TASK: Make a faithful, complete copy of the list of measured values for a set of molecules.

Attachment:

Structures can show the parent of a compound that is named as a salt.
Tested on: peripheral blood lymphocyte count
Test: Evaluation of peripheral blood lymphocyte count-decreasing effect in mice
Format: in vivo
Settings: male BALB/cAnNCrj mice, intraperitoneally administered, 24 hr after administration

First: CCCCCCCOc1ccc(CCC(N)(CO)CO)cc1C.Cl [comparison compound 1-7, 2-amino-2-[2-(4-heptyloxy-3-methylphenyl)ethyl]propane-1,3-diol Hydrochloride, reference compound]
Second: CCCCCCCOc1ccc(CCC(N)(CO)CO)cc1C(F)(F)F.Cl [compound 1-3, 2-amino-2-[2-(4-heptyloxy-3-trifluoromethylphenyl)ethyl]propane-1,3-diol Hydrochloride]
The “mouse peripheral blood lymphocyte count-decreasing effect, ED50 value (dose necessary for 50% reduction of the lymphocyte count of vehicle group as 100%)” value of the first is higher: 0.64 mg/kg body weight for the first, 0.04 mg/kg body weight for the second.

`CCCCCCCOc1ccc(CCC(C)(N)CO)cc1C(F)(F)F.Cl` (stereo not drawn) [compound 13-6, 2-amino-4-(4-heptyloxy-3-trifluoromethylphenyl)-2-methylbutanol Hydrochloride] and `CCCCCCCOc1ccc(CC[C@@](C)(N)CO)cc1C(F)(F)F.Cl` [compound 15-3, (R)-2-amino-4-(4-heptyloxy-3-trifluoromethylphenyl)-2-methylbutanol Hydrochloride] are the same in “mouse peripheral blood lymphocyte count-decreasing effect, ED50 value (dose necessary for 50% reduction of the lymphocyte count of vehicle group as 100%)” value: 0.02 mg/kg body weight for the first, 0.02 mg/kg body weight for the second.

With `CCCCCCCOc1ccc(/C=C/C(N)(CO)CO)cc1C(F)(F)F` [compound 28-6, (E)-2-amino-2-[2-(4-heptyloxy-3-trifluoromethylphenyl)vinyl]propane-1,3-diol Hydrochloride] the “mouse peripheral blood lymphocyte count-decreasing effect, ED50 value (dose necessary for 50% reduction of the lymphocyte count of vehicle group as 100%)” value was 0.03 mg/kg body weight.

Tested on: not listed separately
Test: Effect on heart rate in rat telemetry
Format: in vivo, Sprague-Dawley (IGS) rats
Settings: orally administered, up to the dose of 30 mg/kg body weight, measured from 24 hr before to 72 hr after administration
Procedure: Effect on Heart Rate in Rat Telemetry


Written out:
Structures can show the parent of a compound that is named as a salt.
Tested on: peripheral blood lymphocyte count
Test: Evaluation of peripheral blood lymphocyte count-decreasing effect in mice
Format: in vivo
Settings: male BALB/cAnNCrj mice, intraperitoneally administered, 24 hr after administration

First: CCCCCCCOc1ccc(CCC(N)(CO)CO)cc1C.Cl [comparison compound 1-7, 2-amino-2-[2-(4-heptyloxy-3-methylphenyl)ethyl]propane-1,3-diol Hydrochloride, reference compound]
Second: CCCCCCCOc1ccc(CCC(N)(CO)CO)cc1C(F)(F)F.Cl [compound 1-3, 2-amino-2-[2-(4-heptyloxy-3-trifluoromethylphenyl)ethyl]propane-1,3-diol Hydrochloride]
The “mouse peripheral blood lymphocyte count-decreasing effect, ED50 value (dose necessary for 50% reduction of the lymphocyte count of vehicle group as 100%)” value of the first is higher: 0.64 mg/kg body weight for the first, 0.04 mg/kg body weight for the second.

`CCCCCCCOc1ccc(CCC(C)(N)CO)cc1C(F)(F)F.Cl` (stereo not drawn) [compound 13-6, 2-amino-4-(4-heptyloxy-3-trifluoromethylphenyl)-2-methylbutanol Hydrochloride] and `CCCCCCCOc1ccc(CC[C@@](C)(N)CO)cc1C(F)(F)F.Cl` [compound 15-3, (R)-2-amino-4-(4-heptyloxy-3-trifluoromethylphenyl)-2-methylbutanol Hydrochloride] are the same in “mouse peripheral blood lymphocyte count-decreasing effect, ED50 value (dose necessary for 50% reduction of the lymphocyte count of vehicle group as 100%)” value: 0.02 mg/kg body weight for the first, 0.02 mg/kg body weight for the second.

With `CCCCCCCOc1ccc(/C=C/C(N)(CO)CO)cc1C(F)(F)F` [compound 28-6, (E)-2-amino-2-[2-(4-heptyloxy-3-trifluoromethylphenyl)vinyl]propane-1,3-diol Hydrochloride] the “mouse peripheral blood lymphocyte count-decreasing effect, ED50 value (dose necessary for 50% reduction of the lymphocyte count of vehicle group as 100%)” value was 0.03 mg/kg body weight.

Tested on: not listed separately
Test: Effect on heart rate in rat telemetry
Format: in vivo, Sprague-Dawley (IGS) rats
Settings: orally administered, up to the dose of 30 mg/kg body weight, measured from 24 hr before to 72 hr after administration
Procedure: Effect on Heart Rate in Rat Telemetry